Divorce in Colorado: It All Begins With the Right Paperwork

Couple sitting on either side of a wall

A divorce can be messy, time-consuming, and in many cases, emotionally and physically taxing. Regardless of your reason for filing for marriage dissolution, you definitely don’t want the entire process to last for longer than it has to.

As such, it pays to have, at the very least, an understanding of how to begin the proceedings.

Documentation: The starting point of any divorce case

Filing for a divorce in Summit County, CO starts with gathering all the necessary documents; filling out those that require information; and reviewing everything to ensure they contain honest and factual details. You definitely would want to enlist the services of a divorce attorney as well, as this legal professional will provide you with all the assistance you need for a smoother, quicker resolution.

The primary paperwork

Whether the decision to divorce is one-sided or mutual, you need to obtain the proper paperwork first. The primary details you have to provide include the Case Information, Petition for Dissolution of Marriage (which you need to sign in front of witnesses in a Notary), a Summons (in case you’re filing alone), and a Parenting Plan (in case you and your spouse have children).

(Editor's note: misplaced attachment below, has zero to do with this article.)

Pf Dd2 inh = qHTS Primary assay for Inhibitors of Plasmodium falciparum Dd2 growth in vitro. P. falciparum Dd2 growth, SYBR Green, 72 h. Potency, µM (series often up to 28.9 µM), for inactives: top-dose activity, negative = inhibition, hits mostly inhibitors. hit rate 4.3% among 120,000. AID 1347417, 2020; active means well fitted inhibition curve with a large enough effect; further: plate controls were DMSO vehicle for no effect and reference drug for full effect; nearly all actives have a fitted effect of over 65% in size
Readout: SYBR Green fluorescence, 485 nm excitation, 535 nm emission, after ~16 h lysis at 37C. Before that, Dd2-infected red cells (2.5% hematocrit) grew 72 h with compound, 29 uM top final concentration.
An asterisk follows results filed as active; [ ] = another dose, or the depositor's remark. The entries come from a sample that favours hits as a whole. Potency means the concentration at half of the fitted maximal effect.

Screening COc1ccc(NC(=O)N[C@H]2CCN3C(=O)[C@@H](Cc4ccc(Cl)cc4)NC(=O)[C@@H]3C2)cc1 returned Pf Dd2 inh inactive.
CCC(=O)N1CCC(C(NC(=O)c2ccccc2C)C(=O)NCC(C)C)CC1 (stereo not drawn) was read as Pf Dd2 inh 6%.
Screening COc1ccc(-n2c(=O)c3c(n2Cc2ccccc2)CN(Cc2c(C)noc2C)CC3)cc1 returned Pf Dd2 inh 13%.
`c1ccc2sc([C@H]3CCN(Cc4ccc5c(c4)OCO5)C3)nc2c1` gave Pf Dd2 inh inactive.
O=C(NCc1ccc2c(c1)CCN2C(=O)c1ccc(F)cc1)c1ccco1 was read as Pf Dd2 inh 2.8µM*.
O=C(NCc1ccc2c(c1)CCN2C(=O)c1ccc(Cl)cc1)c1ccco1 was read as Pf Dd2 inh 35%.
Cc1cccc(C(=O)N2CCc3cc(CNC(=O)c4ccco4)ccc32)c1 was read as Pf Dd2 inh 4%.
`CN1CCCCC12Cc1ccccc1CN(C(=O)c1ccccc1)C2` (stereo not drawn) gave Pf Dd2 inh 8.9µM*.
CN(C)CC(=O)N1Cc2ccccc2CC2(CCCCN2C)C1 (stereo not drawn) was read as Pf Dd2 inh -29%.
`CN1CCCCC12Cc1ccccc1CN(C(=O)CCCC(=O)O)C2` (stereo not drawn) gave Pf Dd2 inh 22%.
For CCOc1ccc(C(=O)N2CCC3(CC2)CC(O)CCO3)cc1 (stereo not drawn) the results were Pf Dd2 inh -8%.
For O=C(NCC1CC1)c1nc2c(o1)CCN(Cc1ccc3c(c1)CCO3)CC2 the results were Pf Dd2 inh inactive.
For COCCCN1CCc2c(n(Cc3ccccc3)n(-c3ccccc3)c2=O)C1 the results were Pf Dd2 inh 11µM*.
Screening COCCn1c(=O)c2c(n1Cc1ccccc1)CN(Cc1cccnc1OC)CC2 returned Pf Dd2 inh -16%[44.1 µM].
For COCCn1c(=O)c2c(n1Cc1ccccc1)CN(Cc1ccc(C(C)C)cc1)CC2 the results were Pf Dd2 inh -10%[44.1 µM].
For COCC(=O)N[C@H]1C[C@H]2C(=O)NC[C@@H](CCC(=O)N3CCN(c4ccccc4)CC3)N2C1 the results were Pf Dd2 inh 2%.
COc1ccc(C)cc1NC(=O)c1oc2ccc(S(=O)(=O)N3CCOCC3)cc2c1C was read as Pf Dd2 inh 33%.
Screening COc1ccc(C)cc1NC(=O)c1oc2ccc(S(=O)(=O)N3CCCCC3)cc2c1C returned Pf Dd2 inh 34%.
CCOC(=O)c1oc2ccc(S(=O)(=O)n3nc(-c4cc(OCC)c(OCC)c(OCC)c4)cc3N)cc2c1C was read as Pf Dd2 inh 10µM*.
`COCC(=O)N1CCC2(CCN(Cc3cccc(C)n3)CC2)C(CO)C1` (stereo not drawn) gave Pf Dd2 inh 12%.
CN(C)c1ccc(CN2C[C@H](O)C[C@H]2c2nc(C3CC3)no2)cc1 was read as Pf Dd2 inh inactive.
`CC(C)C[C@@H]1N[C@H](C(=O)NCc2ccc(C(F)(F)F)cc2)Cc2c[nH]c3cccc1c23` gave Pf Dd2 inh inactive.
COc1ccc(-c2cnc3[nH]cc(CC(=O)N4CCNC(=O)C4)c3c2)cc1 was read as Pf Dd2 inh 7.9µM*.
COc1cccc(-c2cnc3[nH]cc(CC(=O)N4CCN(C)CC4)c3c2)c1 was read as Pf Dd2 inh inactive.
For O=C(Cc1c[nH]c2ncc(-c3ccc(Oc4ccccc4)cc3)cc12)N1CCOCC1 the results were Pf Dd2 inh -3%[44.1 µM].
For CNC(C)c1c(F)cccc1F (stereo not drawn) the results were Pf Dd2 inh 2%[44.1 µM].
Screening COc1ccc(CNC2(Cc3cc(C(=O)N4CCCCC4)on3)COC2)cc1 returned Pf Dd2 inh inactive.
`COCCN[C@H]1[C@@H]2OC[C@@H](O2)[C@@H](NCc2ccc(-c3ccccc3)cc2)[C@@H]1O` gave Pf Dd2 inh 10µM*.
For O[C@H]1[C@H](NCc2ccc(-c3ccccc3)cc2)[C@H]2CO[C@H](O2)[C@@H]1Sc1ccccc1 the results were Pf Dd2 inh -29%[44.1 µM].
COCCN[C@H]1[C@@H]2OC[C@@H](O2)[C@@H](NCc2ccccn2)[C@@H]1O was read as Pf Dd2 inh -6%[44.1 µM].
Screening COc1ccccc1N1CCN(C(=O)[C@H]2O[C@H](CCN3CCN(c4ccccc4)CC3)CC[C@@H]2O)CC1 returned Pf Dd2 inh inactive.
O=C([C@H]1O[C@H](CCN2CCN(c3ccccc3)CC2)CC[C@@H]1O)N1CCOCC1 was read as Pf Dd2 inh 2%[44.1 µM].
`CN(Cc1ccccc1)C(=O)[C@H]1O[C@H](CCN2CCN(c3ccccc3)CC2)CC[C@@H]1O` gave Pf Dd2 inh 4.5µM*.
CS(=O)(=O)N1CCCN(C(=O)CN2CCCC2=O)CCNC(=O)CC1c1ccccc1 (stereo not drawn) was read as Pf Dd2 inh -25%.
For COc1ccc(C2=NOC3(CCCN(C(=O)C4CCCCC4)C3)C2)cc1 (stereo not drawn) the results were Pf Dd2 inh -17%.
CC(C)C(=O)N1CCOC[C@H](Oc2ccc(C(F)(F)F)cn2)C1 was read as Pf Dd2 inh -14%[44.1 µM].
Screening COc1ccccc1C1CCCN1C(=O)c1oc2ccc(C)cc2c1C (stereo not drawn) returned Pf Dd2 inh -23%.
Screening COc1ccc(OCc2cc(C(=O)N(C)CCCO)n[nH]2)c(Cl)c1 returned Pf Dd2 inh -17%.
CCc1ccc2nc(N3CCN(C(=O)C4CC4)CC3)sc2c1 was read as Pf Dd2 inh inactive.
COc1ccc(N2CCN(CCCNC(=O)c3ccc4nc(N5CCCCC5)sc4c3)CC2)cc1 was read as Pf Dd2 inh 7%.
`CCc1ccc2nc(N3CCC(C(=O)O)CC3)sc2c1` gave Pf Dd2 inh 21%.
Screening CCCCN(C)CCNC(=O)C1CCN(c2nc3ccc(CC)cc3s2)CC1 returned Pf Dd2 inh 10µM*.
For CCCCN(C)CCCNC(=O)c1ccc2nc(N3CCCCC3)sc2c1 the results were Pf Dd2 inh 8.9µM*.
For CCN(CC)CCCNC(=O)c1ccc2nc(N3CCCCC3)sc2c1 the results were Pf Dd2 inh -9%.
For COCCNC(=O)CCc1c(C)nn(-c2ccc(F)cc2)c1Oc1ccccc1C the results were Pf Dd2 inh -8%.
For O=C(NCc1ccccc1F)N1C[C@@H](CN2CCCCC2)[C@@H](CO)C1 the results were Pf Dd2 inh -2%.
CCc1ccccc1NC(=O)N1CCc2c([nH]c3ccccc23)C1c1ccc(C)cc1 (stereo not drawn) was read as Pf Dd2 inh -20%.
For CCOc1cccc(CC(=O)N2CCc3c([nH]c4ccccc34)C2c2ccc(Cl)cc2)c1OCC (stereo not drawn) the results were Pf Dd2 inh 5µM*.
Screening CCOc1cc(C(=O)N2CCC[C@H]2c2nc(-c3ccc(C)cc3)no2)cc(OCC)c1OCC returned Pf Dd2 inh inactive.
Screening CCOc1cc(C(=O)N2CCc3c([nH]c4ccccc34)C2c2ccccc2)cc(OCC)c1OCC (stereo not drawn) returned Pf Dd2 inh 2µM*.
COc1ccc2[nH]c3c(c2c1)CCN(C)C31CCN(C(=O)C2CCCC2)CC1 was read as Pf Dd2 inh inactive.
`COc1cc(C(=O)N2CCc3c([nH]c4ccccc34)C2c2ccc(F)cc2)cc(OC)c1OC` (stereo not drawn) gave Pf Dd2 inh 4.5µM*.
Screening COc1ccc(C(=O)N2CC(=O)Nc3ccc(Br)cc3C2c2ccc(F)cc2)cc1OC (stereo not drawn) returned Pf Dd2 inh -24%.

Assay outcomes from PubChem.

Complete financial statements: A must-have for fair marital property division

Colorado is an “equitable distribution” state, meaning the division of marital property isn’t automatically equal for both parties. It depends on numerous factors, such as property value, your contribution to the acquisition and maintenance of the property, as well as your current and future economic situation, among several others.

You want to make sure you obtain a fair portion of all these marital properties, so it’s important to show the courts clear proof of your financial standing. As such, gather the relevant business and personal account statements, tax return documents, proof of income, and other bank statements.

Dealing with the entire divorce process can be taxing, but you can simplify things if you have the right documents and you know what to do. Talk to a divorce lawyer to learn what course of action you can take.